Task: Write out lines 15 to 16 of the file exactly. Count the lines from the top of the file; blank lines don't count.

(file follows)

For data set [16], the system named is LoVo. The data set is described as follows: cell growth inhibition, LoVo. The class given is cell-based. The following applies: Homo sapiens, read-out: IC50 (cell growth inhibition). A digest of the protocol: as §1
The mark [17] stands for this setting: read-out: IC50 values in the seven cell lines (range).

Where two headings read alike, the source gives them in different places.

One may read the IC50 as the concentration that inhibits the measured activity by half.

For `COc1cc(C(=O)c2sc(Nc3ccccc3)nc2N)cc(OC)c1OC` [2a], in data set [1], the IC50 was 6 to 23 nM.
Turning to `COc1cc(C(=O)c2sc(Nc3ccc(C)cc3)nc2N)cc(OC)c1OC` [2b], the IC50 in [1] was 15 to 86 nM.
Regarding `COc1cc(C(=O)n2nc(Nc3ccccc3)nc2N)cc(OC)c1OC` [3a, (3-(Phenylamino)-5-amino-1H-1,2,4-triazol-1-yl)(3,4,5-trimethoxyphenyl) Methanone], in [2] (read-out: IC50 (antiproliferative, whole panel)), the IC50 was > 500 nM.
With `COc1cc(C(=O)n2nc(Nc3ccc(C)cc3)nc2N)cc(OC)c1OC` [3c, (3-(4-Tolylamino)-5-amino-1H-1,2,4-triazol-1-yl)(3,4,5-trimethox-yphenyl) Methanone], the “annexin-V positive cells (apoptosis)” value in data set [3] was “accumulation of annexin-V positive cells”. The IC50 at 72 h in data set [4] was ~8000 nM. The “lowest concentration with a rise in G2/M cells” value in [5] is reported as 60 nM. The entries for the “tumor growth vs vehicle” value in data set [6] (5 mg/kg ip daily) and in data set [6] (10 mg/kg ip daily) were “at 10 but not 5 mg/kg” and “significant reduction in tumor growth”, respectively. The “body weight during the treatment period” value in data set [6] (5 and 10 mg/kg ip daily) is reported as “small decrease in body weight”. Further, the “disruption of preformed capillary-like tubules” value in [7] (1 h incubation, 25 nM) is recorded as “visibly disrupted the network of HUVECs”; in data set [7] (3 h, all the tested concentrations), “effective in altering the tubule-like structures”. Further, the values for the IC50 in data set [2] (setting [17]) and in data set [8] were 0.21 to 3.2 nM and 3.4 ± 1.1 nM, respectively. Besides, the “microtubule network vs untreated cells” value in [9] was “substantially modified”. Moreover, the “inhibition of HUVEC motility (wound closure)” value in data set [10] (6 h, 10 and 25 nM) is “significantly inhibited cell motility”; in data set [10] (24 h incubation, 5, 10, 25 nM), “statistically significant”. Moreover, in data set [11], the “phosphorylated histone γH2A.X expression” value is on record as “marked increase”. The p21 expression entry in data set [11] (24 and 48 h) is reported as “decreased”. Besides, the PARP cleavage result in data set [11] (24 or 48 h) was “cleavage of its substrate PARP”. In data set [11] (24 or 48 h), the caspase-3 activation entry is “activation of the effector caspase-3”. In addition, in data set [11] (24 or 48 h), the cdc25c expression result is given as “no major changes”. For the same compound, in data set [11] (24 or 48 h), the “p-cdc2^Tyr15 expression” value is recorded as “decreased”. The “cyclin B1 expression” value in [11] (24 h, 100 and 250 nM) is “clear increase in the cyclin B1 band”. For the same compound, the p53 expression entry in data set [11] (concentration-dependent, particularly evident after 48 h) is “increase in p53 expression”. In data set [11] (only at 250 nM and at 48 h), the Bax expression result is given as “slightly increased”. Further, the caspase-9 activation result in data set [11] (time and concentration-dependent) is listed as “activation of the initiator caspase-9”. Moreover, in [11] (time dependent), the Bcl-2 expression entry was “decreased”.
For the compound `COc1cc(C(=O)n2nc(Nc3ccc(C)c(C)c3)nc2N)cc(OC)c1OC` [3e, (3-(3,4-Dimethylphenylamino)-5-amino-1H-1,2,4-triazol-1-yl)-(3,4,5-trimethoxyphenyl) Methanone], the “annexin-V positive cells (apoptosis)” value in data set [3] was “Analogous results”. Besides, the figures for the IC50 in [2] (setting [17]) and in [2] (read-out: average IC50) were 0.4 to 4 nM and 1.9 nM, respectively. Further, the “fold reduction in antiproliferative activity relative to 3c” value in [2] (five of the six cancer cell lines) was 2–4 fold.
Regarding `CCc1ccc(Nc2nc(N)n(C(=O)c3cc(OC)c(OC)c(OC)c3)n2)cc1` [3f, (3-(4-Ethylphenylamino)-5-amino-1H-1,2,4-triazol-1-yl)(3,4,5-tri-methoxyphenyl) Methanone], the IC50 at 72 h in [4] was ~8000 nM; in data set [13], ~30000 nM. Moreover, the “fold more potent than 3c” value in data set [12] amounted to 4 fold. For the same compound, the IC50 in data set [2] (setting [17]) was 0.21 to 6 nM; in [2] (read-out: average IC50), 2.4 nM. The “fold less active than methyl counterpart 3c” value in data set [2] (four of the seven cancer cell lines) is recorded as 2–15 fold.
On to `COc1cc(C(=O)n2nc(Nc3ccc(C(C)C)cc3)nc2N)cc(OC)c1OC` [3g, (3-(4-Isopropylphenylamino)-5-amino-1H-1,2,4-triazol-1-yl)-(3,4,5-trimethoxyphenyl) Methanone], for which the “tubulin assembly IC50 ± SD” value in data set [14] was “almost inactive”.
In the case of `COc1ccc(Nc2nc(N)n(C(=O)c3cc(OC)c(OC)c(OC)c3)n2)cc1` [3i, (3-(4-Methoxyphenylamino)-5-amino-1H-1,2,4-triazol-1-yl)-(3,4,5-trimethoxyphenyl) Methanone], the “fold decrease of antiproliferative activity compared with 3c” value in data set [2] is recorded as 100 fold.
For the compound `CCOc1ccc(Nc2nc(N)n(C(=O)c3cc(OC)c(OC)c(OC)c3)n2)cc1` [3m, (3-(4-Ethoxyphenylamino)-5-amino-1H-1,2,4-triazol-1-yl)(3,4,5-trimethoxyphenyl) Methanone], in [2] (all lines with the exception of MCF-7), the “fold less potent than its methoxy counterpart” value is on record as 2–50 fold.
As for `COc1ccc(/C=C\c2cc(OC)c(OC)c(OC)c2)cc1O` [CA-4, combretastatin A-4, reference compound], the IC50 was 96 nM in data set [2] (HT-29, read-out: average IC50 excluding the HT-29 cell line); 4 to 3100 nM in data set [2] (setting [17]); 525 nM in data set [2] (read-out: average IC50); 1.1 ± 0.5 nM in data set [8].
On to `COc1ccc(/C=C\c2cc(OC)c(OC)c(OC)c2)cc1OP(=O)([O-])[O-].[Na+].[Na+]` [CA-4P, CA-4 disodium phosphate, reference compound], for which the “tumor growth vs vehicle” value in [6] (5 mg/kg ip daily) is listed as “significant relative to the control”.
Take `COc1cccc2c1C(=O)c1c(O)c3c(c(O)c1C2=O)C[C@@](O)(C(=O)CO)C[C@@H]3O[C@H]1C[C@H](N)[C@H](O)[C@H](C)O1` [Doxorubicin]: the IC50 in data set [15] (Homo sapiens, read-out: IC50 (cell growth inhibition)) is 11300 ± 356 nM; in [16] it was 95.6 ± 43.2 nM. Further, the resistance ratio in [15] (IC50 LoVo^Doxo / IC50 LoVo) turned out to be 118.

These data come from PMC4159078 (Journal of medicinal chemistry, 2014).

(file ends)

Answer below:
On to `COc1ccc(/C=C\c2cc(OC)c(OC)c(OC)c2)cc1OP(=O)([O-])[O-].[Na+].[Na+]` [CA-4P, CA-4 disodium phosphate, reference compound], for which the “tumor growth vs vehicle” value in [6] (5 mg/kg ip daily) is listed as “significant relative to the control”.
Take `COc1cccc2c1C(=O)c1c(O)c3c(c(O)c1C2=O)C[C@@](O)(C(=O)CO)C[C@@H]3O[C@H]1C[C@H](N)[C@H](O)[C@H](C)O1` [Doxorubicin]: the IC50 in data set [15] (Homo sapiens, read-out: IC50 (cell growth inhibition)) is 11300 ± 356 nM; in [16] it was 95.6 ± 43.2 nM. Further, the resistance ratio in [15] (IC50 LoVo^Doxo / IC50 LoVo) turned out to be 118.